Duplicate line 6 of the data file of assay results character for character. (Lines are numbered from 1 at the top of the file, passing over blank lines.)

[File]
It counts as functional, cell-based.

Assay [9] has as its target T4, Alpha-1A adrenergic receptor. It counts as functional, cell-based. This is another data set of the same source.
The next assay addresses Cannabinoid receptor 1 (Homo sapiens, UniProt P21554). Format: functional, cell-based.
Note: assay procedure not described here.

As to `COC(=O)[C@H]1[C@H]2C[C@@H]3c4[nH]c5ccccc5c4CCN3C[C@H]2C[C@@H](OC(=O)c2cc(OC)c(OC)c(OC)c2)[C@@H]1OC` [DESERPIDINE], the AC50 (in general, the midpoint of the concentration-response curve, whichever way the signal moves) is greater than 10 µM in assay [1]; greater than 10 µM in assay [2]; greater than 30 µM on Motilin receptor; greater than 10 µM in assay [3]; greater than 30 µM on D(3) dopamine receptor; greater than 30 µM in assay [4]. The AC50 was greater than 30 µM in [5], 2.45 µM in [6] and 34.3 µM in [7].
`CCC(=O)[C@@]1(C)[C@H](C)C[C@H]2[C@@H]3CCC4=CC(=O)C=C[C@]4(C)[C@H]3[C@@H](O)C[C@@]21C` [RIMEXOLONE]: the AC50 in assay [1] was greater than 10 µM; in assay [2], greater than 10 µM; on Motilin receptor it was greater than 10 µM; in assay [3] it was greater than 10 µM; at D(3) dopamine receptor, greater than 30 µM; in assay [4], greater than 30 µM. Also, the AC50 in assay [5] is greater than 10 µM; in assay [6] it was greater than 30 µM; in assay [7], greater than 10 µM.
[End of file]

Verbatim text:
`CCC(=O)[C@@]1(C)[C@H](C)C[C@H]2[C@@H]3CCC4=CC(=O)C=C[C@]4(C)[C@H]3[C@@H](O)C[C@@]21C` [RIMEXOLONE]: the AC50 in assay [1] was greater than 10 µM; in assay [2], greater than 10 µM; on Motilin receptor it was greater than 10 µM; in assay [3] it was greater than 10 µM; at D(3) dopamine receptor, greater than 30 µM; in assay [4], greater than 30 µM. Also, the AC50 in assay [5] is greater than 10 µM; in assay [6] it was greater than 30 µM; in assay [7], greater than 10 µM.